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Episode 154: Hybrid Horizons: Balancing Security and Employee Satisfaction in the Workplace. Denis O'Shea, Mobile Mentor

June 16, 2022

Written by Robert Tennant, Vice President Federal Affairs

As we now know, the No Surprises Act (included in H.R. 133) requires that uninsured, self-pay, and commercially insured patients be given a “good faith estimate” (GFE) of the cost for their medical service. When a service requires the involvement of multiple providers or facilities, such as surgery, a “convening provider or facility” is responsible for contacting all other potential providers or facilities that may be involved in the patient’s service (“co-providers”), requesting a GFE for their portion of the service, compiling the GFEs, and giving them to the patient if the patient is uninsured or self-pay.

With there being currently no standardized data exchange process for the convening provider/facility requirement WEDI conducted a survey to ascertain how difficult this convening provider/facility requirement will be to implement. We received 274 responses. Small providers/clinics made up 39.6% of respondents, 11.5% of respondents were from large provider clinics, 10.4% were from health systems, 8.5% from medium sized clinics, 2.2% from hospitals, the remainder are from other provider types or other entities.

Highlights from the WEDI survey include:

  • Almost 2/3rds (65.8%) of respondents said it would be difficult or very difficult to determine who should be the convening provider/facility.

 

  • The vast majority (89.1%) stated it would be difficult or very difficult for the convening provider/facility to identify all appropriate co-providers and/or facilities for the specific medical service.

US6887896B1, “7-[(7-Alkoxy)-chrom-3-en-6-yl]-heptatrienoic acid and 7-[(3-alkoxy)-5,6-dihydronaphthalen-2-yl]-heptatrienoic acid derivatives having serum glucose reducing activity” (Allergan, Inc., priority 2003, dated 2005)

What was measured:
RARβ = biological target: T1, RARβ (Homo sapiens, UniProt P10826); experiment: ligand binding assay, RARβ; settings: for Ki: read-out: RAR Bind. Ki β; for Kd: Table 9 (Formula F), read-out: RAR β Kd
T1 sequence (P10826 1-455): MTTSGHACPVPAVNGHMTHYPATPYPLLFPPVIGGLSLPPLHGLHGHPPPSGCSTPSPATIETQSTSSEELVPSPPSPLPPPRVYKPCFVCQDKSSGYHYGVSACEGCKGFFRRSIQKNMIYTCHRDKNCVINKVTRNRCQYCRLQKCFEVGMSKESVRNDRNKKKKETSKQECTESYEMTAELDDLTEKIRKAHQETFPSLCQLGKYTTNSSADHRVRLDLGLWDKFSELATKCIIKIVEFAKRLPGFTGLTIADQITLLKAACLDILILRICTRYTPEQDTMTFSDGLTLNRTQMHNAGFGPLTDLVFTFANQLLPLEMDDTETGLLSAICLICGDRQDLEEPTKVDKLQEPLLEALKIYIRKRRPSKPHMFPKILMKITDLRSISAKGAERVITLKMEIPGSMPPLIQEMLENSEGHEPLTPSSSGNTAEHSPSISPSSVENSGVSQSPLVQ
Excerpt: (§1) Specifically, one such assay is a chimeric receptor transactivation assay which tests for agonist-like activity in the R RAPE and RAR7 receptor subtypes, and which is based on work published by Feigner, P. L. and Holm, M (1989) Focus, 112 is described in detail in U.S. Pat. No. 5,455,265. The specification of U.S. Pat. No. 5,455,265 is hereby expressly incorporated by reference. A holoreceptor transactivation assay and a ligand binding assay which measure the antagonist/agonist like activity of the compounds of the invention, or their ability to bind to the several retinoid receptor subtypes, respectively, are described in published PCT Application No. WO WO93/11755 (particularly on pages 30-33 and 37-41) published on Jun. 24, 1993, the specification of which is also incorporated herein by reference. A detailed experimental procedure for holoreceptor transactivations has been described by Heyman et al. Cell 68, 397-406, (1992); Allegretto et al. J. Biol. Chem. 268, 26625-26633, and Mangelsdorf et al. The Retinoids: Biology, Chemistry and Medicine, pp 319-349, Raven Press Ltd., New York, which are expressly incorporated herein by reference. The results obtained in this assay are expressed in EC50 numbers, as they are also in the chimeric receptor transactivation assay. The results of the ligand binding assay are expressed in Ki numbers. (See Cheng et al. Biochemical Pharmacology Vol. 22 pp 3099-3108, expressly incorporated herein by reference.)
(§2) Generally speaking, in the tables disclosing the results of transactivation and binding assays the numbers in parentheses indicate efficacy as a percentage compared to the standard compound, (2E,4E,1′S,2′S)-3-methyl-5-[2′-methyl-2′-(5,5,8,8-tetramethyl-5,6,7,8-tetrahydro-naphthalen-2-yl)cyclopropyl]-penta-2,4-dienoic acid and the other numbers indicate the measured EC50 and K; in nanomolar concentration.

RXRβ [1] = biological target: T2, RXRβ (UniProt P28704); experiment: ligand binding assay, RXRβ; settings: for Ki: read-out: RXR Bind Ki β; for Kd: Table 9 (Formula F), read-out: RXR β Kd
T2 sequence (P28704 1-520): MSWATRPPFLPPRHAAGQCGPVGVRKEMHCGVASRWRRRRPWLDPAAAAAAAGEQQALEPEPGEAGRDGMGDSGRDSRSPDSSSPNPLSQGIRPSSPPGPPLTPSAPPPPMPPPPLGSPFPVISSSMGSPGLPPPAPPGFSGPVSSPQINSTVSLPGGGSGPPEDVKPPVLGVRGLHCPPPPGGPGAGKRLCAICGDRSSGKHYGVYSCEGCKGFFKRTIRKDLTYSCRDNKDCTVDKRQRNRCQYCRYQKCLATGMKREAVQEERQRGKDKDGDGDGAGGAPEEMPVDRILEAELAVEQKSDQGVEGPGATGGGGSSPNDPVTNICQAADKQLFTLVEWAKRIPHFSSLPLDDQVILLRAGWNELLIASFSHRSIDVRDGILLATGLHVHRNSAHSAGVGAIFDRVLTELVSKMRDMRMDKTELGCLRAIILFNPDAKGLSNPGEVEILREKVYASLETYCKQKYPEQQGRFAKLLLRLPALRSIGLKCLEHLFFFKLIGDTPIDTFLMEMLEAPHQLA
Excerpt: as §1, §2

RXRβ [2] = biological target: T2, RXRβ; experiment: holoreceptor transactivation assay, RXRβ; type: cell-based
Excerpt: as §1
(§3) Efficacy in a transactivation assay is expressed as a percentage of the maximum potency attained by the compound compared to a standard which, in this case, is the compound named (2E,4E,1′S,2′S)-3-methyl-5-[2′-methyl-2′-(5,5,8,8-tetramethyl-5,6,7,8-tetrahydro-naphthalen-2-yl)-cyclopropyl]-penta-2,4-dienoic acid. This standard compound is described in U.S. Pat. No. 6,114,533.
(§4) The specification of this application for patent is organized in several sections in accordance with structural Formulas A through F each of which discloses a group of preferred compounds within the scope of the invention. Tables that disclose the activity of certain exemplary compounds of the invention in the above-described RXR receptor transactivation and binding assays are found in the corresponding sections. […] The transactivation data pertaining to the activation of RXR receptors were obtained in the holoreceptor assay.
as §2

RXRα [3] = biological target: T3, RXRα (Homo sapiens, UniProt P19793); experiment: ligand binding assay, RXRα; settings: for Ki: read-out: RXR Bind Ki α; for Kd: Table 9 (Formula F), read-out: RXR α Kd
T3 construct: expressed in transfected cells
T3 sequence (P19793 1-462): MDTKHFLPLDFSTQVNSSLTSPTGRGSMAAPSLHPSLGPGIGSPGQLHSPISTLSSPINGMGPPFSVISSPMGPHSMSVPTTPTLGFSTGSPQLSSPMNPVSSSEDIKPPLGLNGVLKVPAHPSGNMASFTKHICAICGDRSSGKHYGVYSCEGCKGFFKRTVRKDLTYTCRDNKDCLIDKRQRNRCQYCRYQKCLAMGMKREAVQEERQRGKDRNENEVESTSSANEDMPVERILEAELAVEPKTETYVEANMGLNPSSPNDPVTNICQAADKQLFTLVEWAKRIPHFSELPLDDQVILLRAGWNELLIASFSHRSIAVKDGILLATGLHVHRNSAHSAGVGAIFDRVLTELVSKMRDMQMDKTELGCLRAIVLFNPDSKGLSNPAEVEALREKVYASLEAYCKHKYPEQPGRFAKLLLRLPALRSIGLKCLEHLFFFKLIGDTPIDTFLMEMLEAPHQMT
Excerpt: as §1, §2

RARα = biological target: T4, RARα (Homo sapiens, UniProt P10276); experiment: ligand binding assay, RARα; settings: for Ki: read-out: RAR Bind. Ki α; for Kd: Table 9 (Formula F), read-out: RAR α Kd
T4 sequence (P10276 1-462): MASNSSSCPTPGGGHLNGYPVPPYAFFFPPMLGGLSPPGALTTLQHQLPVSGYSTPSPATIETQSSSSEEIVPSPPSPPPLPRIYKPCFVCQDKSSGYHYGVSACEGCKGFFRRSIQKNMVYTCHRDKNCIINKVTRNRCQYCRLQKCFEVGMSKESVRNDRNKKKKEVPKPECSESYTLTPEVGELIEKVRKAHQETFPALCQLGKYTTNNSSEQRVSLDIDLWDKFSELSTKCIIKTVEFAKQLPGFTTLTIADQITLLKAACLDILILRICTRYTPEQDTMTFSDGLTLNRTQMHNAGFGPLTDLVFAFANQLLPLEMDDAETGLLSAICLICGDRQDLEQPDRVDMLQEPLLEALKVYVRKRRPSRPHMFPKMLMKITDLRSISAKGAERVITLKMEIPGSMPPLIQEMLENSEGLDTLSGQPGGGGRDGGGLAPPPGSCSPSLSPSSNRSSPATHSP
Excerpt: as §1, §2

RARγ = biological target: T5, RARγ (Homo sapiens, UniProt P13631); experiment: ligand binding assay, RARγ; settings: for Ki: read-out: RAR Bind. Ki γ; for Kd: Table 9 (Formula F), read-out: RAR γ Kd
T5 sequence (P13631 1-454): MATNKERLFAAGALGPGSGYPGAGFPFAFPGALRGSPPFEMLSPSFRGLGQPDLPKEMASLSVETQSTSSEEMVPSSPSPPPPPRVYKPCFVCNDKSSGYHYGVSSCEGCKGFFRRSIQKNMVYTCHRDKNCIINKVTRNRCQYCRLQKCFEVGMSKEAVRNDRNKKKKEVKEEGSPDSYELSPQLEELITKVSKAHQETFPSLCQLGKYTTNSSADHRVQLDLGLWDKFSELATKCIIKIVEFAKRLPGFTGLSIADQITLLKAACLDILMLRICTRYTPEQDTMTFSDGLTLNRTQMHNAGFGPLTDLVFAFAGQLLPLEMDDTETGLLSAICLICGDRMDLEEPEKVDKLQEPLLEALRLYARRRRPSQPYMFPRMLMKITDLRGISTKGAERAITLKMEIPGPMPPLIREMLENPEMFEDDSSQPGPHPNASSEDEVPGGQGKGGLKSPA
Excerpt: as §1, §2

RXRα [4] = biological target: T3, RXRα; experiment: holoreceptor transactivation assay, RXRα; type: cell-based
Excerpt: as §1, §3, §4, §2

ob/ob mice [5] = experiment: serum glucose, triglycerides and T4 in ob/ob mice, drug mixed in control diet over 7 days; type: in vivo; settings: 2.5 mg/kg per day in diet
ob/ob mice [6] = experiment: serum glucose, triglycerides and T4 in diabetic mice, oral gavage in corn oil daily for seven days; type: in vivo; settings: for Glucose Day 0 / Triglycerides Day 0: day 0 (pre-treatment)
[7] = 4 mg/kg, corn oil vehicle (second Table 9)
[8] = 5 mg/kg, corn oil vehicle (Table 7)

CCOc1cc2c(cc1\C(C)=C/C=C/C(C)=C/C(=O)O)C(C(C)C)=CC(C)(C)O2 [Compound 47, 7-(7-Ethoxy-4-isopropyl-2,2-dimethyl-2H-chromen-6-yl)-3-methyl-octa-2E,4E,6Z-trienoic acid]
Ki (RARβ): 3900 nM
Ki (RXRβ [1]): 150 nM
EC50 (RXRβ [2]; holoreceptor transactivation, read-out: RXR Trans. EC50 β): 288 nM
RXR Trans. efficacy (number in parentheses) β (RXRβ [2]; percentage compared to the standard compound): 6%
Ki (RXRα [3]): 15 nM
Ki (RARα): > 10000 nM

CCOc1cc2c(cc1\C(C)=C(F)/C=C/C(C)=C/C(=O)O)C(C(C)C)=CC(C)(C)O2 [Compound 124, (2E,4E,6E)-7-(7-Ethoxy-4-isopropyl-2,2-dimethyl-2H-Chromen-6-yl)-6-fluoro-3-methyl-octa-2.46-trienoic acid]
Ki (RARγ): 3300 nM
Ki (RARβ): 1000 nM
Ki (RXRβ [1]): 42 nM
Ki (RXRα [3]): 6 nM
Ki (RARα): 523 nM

• More than 9 out of 10 (91.5%) said it would be difficult or very difficult for the convening provider/facility to collect GFEs from” co-providers and/or facilities for the specific medical service.

 

  • Almost 9 out of ten (89%) stated it would be difficult or very difficult to provide the patient the completed GFEs within the required 3 business days of being requested or the service being scheduled.

 

  • Most importantly, more than 8 out of ten respondents (83.1%) were somewhat or stronglysupportive for the government delaying the requirement for the convening provider/facility to obtain a GFE from any co-provider/facility until there is standardized data exchange process in place to communicate information between convening providers and co-providers/co-facilities.

The survey results suggest strongly that providers and facilities will face significant challenges just identifying who the convenor should be, who the appropriate co-providers/facilities should be, and how to collect GFEs from these co-providers/facilities. As well, respondents were adamant that meeting the legislation’s 3-day deadline to get the GFE to the patient would be difficult or very difficult. Not surprising, respondents expressed strong support for the government delaying the convenor requirement until a standardized process to exchange data between convening providers and co-providers/co-facilities is established.

Access the full survey results here and additional WEDI No Surprises Act comment letters and resources at the WEDI No Surprises Act Resource Center.

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